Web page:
Having protected Italian livestock from thieves and predators for the past 2000 years, the Maremma Sheepdog is a guardian breed that is still used for this purpose. Its strongly ingrained guardian instinct means that although it is loyal and gentle towards its family, it may see strangers as threats, and is quick to show aggression.

The Mi-Ki is a modern, toy dog breed, developed in the 1980s. Designed as a pocket-sized companion with a placid nature, the Mi-Ki has a devoted following of owners. With low numbers of dogs the breed is still rare, but this is one to watch as word spreads of this small dog’s loving nature.

First registered in 2015, the Miniature American Shepherd is closely related to his larger cousin, the Australian Shepherd. This medium-sized dog makes a great family dog and fits in well to city life, although he does need lots of exercise. His main fault being a tendency to genetic health problems with responsible breeders now screening their parent dogs.

The Miniature Pinscher is a small dog with a large personality. While loving by nature, this dog requires lots of attention and can be a bit of a handful. Confident and high energy, this is a breed that loves to be ‘top-dog’ and has a tendency to act dominant. With appropriate training and sensible owners, the Miniature Pinscher makes a super pet.

The Montenegrin Mountain Hound is a placid, easy-going dog with a great nose for tracking, a loud bark, and a physique built for endurance. A medium-sized dog with a superb temperament, he would make an ideal family dog were it not for a strong prey drive towards other pets and his need to have lots of exercise.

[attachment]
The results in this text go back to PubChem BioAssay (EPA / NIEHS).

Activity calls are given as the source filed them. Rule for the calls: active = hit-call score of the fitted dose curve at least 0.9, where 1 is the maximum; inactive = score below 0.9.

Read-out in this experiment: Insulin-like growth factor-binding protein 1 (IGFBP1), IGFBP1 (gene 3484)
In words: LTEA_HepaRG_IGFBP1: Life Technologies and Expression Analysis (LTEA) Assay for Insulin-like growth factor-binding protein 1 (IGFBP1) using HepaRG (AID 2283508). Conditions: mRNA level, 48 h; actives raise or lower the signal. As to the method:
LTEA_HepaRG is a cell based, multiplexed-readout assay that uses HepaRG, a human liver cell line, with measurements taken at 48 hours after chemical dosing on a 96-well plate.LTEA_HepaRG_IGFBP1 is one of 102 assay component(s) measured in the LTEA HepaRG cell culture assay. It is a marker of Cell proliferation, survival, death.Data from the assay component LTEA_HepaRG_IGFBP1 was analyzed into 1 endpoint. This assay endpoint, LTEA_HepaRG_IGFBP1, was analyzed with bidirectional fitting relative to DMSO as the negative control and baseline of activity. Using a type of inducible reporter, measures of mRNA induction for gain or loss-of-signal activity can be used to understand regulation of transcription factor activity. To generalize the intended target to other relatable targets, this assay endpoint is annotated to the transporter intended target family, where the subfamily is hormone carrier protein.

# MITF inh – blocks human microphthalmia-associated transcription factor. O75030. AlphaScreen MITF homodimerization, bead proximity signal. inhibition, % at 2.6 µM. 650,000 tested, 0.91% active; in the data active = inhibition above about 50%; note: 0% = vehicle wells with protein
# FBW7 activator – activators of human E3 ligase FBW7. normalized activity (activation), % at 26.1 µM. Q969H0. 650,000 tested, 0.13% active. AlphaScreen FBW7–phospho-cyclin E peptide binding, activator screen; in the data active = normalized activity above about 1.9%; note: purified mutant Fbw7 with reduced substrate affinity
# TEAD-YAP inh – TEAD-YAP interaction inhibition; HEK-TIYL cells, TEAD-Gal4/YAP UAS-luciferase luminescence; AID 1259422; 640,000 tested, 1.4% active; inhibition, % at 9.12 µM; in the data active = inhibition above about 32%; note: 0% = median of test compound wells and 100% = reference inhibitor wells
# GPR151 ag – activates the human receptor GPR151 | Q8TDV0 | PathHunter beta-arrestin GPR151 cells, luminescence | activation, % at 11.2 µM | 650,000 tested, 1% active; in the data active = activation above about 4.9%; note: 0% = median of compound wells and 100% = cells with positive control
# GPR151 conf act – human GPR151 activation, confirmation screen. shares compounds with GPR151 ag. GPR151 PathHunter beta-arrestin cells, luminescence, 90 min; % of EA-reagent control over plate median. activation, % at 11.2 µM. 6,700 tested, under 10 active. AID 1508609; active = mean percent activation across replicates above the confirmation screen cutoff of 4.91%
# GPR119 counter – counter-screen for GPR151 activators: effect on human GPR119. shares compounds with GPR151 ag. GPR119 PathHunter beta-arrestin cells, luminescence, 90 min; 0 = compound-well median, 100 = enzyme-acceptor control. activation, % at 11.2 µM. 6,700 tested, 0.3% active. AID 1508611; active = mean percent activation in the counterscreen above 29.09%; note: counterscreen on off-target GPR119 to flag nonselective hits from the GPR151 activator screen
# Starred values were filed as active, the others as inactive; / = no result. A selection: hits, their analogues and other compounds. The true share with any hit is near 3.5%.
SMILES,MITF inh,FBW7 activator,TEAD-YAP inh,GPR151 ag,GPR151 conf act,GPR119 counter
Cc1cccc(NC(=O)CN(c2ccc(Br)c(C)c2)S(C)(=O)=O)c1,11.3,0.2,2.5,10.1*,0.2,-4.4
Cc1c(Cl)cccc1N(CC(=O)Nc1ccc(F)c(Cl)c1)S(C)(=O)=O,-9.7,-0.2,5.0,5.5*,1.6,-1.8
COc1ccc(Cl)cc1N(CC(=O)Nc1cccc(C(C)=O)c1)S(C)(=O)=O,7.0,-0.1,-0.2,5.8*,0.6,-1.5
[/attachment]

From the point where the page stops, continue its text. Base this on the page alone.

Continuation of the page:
Having nothing to do with a 1980s sitcom, the Morkie is one of the most popular recently developed hybrids. It is an affectionate and playful little dog, with the spirit of a far larger dog, and its self-confidence and stubbornness can make it challenging to train. Because of its light frame and small stature, it is best suited to homes without young children or larger dogs.

The Moscow Watchdog is a giant breed with a strong resemblance to the St Bernard. Popular in his native Russia, this intimidatingly large dog is used to guard and protect. To thrive, he needs plenty of space, lots of exercise, and an experienced handler.

The Mountain Cur is every inch a working dog. They accompanied the early settlers to mountainous regions of the US, where they were invaluable for guarding, protecting, and hunting. Although immensely loyal to their owner, this is not a breed suited to city life as they 100% need a job of work to do or they will become noisy or destructive.

The Mountain Feist is a terrier type dog, sharing many traits with Jack Russell and Rat Terriers. The breed is defined by their need for exercise and high prey drive. To get the best out of the breed they need an experience owner. As consummate hunters, diggers, and barkers, these dogs are best suited to country life than city dwelling.

The Mudi is an unsung delight of a dog that adores his owner’s company. An active, medium-sized dog with a course, low shedding coat, the breed makes for good family dogs or a great companion for an active senior. The only one drawback, however, is that the breed is exceptionally rare and little found outside of his native Hungary.